The St. Paul (Minn.) City Council voted to let the parks department move forward with drafting a request for proposals to find a private operator for the in-the-red golf courses. A spokesman for the parks department referred to the move as “kind of a last resort,” after a three-year-long effort to fix the golf courses’ financial woes under the “Compete St. Paul” ordinance.
If all goes according to plan, St. Paul Parks and Recreation will find a private partner for Phalen and Como golf courses in time for the 2014 golf season, the St. Paul-based Lillie Suburban News reported.
The St. Paul City Council voted on November 6 to let the parks department go forward with drafting a request for proposals (RFP). The measure passed by one vote. The next step is for parks to present the city with the RFP document itself. If the council approves the RFP, the parks department can start accepting proposals, the News reported.
The move to find a private partner comes after years of the courses operating in the red. Brad Meyer, spokesperson for St. Paul Parks and Recreation, said the city-owned golf courses were once self-sustaining, but since 2008 the four courses have gone a total of $5 million into the red, the News reported.
C&RB reported that the city began considering privatization in October (“Privatization Considered for St. Paul, Minn. Courses”).
Meyer called the move to find a private partner “kind of a last resort,” after the parks department tried to readjust and make up for the courses’ lost revenue in a three-year-long effort under the “Compete St. Paul” ordinance. The ordinance requires that underperforming, non-essential city services be assessed and changed to try to fix the problem, the News reported.
Phalen and the other city-owned courses have dipped into the city’s special funds pool for revenue support, and “that pool is in effect dried up,” Meyer said.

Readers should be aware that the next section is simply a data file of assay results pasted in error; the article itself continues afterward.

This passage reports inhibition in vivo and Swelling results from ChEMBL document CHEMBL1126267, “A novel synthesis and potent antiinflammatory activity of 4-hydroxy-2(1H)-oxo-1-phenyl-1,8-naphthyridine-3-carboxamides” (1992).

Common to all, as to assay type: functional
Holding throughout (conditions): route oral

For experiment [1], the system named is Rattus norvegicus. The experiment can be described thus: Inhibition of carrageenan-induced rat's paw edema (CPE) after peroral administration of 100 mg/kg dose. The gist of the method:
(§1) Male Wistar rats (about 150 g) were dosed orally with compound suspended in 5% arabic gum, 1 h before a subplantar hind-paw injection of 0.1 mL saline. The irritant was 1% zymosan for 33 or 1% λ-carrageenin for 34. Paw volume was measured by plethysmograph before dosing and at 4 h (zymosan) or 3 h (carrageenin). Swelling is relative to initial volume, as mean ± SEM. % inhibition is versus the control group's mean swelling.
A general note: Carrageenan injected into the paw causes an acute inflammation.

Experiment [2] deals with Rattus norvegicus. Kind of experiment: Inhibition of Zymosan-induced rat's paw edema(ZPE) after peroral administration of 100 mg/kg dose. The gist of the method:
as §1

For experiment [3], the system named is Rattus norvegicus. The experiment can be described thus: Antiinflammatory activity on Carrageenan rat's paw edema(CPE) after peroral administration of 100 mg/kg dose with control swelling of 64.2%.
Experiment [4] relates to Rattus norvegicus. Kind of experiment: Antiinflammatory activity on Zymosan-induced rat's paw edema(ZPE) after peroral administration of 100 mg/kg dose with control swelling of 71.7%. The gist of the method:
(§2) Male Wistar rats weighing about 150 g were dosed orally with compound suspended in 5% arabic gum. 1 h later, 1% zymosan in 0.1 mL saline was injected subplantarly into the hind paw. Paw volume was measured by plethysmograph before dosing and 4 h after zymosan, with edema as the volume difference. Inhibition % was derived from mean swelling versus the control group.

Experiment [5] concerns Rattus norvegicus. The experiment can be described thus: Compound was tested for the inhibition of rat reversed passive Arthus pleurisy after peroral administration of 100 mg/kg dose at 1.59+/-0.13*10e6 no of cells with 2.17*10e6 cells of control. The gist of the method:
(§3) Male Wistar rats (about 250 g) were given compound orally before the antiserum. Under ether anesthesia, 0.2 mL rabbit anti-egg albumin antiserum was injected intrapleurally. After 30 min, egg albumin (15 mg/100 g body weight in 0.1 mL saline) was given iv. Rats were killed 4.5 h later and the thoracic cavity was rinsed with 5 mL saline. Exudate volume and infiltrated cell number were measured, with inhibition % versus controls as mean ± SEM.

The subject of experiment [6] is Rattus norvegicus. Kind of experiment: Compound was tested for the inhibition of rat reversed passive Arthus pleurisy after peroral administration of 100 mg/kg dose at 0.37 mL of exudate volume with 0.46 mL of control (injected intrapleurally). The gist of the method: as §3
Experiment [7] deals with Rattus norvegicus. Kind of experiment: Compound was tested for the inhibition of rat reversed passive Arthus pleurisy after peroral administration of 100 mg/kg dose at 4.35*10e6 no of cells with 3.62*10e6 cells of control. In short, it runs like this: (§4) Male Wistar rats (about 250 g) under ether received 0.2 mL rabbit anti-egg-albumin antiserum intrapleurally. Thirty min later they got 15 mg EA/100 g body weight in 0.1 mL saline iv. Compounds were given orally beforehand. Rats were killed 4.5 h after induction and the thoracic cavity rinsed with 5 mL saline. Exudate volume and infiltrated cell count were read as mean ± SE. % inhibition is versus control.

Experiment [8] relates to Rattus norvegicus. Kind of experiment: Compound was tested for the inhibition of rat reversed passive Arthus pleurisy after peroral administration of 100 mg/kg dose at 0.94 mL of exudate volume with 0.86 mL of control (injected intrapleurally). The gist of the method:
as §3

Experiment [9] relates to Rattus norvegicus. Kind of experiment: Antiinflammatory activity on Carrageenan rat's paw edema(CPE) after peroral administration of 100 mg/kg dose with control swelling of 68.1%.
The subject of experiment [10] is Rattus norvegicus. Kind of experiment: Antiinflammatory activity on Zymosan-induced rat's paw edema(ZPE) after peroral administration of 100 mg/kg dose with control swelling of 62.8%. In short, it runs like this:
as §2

Phalen Golf Course was first established in 1917 and has been the home to golfing families for decades. The fairways are lined with century-old oak trees that run along an old streetcar track and compliment the well-manicured greens and tee boxes. The 6,100-yard golf course has seen several improvements, and today the par 71 layout is considered one of the top-flight municipal golf courses in the state, the News reported.
Dan Bostrom, who represents Ward 6, where Phalen Golf Course is located, opposed the move to go ahead with an RFP, suggesting it’s too soon to find a private partner. “I think we’re flying by the seat of our pants,” Bostrom said. “There are so many unanswered questions that I think need to be answered.”
Phalen accounted for about $178,000 of the city golf program’s deficit spending last year, with Como being somewhere around $250,000, the News reported.
“I don’t get how privatizing those two courses is going to come anywhere near covering that kind of deficit,” Bostrom said, which last year was over $1 million.
Amy Brendmoen, who represents Ward 5, where Como Golf Course sits, also expressed concern over the hastiness of the move to RFP, but voted in favor of going ahead with it, saying that she’s “convinced that providing golf has become too expensive.” She noted there was still time to adjust, the News reported.
“We still have options to stop doing this or make another choice should the solution not be found in this RFP process,” Brendmoen said.
If the RFP idea goes through, the city would negotiate with the partners to have a revenue-sharing agreement, Meyer said. The city would maintain ownership over the land and the buildings, and would still be providing winter services, such as cross-country skiing facilities, the News reported.
Mike Hahm, director of St. Paul Parks and Recreation, noted at an October city council meeting that private partnership on golf is common elsewhere. “These management models are in place and performing successfully in other places,” he said. The bottom line is that “all four (city-owned) golf courses are losing money,” Hahm added.
Hahm told the council in October that he’d gotten a number of calls from private golf course managers. “All indications are that there’s an interest.”
Todd Hurley, who works in the city’s financial services department, said “golf courses across the board have lost money,” noting that Highland National lost about $200,000 in 2012. The city sold tax-exempt bonds to make improvements at Highland National, and because of that, he said, it’s not possible to do a private partnership for that course until the bonds mature in 2025, the News reported.
“We can not continue to let the golf courses bleed to the tune of a million dollars a year,” Hurley said.